On the heels of a narrow re-election victory last November, and with the likelihood of a very strong challenge from Democrats in 2020, Rep. Rob Woodall (R-GA) announced Thursday that he would retire from Congress after his current term expires, after serving five terms in the U.S. House.
"You know, when you have a close election like I did, you start thinking," Woodall told me in the House Speaker's Lobby, soon after his announcement. "A decade service is a lot of time, and I'm just proud of what I've gotten done in that time."
"I have realized over this past year of change—both in politics and in my family—that the time has come for me to pass the baton and move to the next chapter," the 48 year old Woodall said in a statement issued by his campaign.
Woodall had quietly given indications of his decision since a recount confirmed his slim victory in 2018, raising little money in the aftermath of his close win over Democrat Carolyn Bourdeaux.
Woodall is the third member of the House to announce retirement for the 2020 election cycle, as he said he wanted to do this early to allow others to run for his seat in Congress.
"I make this announcement as early as possible to ensure that quality conservative candidates have time to prepare for a vigorous campaign in 2020," Woodall said.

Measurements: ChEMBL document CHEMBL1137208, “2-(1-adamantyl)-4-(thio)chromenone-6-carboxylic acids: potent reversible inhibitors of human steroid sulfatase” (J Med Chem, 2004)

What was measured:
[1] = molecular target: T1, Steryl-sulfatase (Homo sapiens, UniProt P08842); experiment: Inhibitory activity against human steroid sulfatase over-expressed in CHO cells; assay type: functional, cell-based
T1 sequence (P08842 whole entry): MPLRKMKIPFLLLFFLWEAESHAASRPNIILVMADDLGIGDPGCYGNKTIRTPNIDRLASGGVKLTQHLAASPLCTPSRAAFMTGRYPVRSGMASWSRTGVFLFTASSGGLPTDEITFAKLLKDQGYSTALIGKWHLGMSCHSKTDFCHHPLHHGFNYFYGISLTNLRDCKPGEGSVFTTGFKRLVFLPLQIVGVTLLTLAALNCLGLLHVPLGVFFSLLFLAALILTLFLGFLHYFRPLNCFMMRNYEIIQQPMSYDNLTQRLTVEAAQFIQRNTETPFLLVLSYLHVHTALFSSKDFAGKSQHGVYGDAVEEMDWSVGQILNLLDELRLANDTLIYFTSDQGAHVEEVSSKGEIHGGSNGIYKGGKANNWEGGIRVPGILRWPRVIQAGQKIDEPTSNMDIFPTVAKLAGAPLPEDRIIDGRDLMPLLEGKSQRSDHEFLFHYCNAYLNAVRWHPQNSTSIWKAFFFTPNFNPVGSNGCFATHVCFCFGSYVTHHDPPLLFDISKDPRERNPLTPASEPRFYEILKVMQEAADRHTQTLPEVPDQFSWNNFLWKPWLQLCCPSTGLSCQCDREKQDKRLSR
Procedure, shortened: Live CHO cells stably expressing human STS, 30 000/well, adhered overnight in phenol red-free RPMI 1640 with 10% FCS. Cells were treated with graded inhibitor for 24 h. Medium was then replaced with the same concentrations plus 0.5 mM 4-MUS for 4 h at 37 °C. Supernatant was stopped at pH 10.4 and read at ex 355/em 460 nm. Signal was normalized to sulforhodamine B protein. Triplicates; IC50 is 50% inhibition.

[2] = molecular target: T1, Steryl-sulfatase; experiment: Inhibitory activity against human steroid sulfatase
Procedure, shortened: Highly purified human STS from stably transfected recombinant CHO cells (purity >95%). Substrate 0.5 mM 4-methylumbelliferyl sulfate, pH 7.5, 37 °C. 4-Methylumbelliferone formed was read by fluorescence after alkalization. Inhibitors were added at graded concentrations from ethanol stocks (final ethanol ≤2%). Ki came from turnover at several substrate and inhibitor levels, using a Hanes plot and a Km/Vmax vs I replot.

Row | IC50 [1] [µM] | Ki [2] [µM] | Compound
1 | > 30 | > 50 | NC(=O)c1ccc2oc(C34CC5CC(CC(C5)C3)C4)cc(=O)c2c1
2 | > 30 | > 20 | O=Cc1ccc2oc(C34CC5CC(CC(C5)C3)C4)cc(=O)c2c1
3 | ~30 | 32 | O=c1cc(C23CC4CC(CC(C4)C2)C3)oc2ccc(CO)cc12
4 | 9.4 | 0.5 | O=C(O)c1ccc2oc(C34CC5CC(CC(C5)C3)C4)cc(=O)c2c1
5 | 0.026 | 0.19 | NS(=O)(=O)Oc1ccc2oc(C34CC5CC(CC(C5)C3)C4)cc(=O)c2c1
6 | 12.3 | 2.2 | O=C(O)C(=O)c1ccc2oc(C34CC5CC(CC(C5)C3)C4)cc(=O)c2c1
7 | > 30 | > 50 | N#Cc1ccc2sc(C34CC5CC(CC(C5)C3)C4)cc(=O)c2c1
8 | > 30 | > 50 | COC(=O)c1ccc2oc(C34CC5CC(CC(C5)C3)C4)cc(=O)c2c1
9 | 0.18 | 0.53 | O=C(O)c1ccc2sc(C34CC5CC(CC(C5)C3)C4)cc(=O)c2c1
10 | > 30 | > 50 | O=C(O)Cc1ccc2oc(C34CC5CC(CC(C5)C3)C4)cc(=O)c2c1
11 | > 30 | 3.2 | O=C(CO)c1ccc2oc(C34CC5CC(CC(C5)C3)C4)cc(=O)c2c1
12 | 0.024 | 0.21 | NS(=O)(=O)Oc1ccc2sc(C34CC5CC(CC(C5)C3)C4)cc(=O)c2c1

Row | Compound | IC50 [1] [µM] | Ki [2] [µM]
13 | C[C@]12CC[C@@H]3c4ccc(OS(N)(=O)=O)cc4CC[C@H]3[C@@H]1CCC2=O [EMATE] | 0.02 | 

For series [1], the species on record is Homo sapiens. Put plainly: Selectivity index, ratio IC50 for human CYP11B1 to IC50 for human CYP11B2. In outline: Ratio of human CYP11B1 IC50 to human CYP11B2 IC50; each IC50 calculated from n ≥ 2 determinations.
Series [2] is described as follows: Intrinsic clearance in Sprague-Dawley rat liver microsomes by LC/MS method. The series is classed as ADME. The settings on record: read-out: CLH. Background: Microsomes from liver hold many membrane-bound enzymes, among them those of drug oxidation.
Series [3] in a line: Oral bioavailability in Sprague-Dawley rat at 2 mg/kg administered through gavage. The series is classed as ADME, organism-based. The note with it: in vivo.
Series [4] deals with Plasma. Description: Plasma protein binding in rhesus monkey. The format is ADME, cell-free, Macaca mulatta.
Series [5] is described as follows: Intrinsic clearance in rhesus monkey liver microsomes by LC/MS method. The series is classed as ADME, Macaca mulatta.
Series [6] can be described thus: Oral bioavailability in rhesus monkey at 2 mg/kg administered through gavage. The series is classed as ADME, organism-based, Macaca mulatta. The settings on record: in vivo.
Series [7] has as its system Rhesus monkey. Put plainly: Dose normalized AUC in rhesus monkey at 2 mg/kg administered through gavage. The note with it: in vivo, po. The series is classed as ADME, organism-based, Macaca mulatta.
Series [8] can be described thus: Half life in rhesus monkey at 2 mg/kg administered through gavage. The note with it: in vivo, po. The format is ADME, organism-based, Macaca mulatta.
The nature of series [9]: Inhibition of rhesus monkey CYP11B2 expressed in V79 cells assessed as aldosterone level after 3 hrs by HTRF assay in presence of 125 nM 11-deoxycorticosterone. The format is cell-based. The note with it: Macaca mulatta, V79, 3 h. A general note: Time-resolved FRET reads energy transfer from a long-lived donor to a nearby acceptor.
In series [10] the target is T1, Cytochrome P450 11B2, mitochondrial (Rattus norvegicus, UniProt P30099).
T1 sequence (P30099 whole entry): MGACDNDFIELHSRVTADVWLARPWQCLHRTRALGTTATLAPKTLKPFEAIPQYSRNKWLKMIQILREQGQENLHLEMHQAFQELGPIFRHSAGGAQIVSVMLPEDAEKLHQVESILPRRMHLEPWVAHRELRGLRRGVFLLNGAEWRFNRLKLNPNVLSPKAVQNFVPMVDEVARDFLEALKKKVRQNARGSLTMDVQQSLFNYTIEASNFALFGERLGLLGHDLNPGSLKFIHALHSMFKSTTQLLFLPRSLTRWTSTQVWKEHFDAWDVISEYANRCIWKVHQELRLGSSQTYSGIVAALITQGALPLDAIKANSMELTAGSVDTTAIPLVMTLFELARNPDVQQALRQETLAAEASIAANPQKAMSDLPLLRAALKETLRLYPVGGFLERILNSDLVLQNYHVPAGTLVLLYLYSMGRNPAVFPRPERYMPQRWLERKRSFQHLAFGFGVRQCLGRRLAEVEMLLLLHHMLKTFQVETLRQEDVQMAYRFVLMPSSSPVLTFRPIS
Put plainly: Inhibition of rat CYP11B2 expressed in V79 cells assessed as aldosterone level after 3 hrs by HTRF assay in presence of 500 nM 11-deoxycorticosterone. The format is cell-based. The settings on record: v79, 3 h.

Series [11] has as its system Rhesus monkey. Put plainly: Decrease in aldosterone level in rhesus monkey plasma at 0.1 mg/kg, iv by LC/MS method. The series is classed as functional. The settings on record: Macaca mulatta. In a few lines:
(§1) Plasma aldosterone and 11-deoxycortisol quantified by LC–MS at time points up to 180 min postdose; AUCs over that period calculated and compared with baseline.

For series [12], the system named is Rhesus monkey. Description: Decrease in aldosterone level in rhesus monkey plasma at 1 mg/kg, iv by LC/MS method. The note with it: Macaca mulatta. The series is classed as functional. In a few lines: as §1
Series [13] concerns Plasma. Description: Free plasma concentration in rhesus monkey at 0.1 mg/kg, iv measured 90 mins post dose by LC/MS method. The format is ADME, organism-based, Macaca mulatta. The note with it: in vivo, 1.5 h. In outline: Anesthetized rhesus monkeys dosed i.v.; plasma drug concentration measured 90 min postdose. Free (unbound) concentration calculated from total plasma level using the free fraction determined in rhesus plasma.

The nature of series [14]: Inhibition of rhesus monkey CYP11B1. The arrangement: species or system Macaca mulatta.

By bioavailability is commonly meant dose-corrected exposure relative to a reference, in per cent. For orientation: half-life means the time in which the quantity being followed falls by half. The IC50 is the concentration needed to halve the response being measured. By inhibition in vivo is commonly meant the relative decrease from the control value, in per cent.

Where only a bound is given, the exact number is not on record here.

Woodall said part of the reason he decided to leave was the recent death of his father, and the realization that working on Capitol Hill had cost him time with his dad.
"I don't want to make that mistake with other family members," Woodall added.
The Lawrenceville Republican barely survived a 2018 election surge for Democrats in suburban areas around the nation, a shift which swept Rep. Karen Handel (R-GA) out, as Democrats picked up a net gain of 40 seats in the House, winning in areas once thought to be reliably Republican - in the GOP suburbs of Atlanta, Houston, Dallas, Oklahoma City, Minneapolis, Denver, and in southern California.
Woodall has been known as the chief sponsor in the U.S. House of the "FairTax" - a plan which would move the United States away from an income tax system, and instead bring in federal revenue through a consumption tax, paid at the point of sale.
Woodall admits it is unlikely he will be able to get a vote on that plan before his term expires in the first days of 2021.
"Yes, one day there will be a vote on the FairTax, it will be when a President demands it," Woodall said.
"It hurts my heart when someone says that Republicans did tax reform last year. No, Republicans did tax cuts," the Georgia Republican said.
The 48 year-old Woodall worked in Congress before being elected to the House, as he was a staffer for ex-Rep. John Linder (R-GA), who retired before the 2010 election.
"Believe it, I'm sorry to see you go," Rep. Jim McGovern (D-MA) told Woodall just off the House floor, soon after news of his decision was made public.
"I'm hoping you're going to moderate," McGovern said, as the two adversaries on the House Rules Committee laughed and shook hands.